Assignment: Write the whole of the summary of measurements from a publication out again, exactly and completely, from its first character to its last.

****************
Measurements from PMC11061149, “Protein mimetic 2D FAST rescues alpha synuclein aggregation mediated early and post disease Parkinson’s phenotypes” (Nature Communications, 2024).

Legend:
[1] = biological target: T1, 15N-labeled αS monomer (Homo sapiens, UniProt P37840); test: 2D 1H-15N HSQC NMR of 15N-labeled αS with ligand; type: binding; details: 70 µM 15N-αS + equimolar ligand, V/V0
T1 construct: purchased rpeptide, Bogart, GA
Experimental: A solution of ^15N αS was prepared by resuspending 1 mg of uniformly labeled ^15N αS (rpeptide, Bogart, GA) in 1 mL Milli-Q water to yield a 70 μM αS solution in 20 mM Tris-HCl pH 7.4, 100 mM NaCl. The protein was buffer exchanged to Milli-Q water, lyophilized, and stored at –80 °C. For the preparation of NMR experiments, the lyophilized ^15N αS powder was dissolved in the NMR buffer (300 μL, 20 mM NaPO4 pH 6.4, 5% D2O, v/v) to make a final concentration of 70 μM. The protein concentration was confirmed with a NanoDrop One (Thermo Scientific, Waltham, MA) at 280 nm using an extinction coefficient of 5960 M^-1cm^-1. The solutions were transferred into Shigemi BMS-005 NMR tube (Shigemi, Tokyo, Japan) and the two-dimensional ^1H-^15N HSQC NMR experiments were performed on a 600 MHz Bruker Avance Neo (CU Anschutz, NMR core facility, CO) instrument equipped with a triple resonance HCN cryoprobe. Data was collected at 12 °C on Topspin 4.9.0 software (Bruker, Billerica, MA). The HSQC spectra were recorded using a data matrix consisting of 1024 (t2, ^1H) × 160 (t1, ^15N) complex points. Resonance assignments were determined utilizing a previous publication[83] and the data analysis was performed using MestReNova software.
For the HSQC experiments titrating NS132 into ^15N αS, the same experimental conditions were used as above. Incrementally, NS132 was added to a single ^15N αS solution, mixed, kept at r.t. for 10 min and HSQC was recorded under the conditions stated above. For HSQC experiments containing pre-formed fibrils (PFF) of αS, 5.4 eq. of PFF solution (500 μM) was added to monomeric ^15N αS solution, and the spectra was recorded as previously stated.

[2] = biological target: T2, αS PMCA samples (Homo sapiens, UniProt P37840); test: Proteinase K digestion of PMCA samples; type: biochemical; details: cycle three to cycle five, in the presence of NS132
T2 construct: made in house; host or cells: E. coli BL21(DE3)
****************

Measurements from PMC11061149, “Protein mimetic 2D FAST rescues alpha synuclein aggregation mediated early and post disease Parkinson’s phenotypes” (Nature Communications, 2024).

Legend:
[1] = biological target: T1, 15N-labeled αS monomer (Homo sapiens, UniProt P37840); test: 2D 1H-15N HSQC NMR of 15N-labeled αS with ligand; type: binding; details: 70 µM 15N-αS + equimolar ligand, V/V0
T1 construct: purchased rpeptide, Bogart, GA
Experimental: A solution of ^15N αS was prepared by resuspending 1 mg of uniformly labeled ^15N αS (rpeptide, Bogart, GA) in 1 mL Milli-Q water to yield a 70 μM αS solution in 20 mM Tris-HCl pH 7.4, 100 mM NaCl. The protein was buffer exchanged to Milli-Q water, lyophilized, and stored at –80 °C. For the preparation of NMR experiments, the lyophilized ^15N αS powder was dissolved in the NMR buffer (300 μL, 20 mM NaPO4 pH 6.4, 5% D2O, v/v) to make a final concentration of 70 μM. The protein concentration was confirmed with a NanoDrop One (Thermo Scientific, Waltham, MA) at 280 nm using an extinction coefficient of 5960 M^-1cm^-1. The solutions were transferred into Shigemi BMS-005 NMR tube (Shigemi, Tokyo, Japan) and the two-dimensional ^1H-^15N HSQC NMR experiments were performed on a 600 MHz Bruker Avance Neo (CU Anschutz, NMR core facility, CO) instrument equipped with a triple resonance HCN cryoprobe. Data was collected at 12 °C on Topspin 4.9.0 software (Bruker, Billerica, MA). The HSQC spectra were recorded using a data matrix consisting of 1024 (t2, ^1H) × 160 (t1, ^15N) complex points. Resonance assignments were determined utilizing a previous publication[83] and the data analysis was performed using MestReNova software.
For the HSQC experiments titrating NS132 into ^15N αS, the same experimental conditions were used as above. Incrementally, NS132 was added to a single ^15N αS solution, mixed, kept at r.t. for 10 min and HSQC was recorded under the conditions stated above. For HSQC experiments containing pre-formed fibrils (PFF) of αS, 5.4 eq. of PFF solution (500 μM) was added to monomeric ^15N αS solution, and the spectra was recorded as previously stated.

[2] = biological target: T2, αS PMCA samples (Homo sapiens, UniProt P37840); test: Proteinase K digestion of PMCA samples; type: biochemical; details: cycle three to cycle five, in the presence of NS132
T2 construct: made in house; host or cells: E. coli BL21(DE3)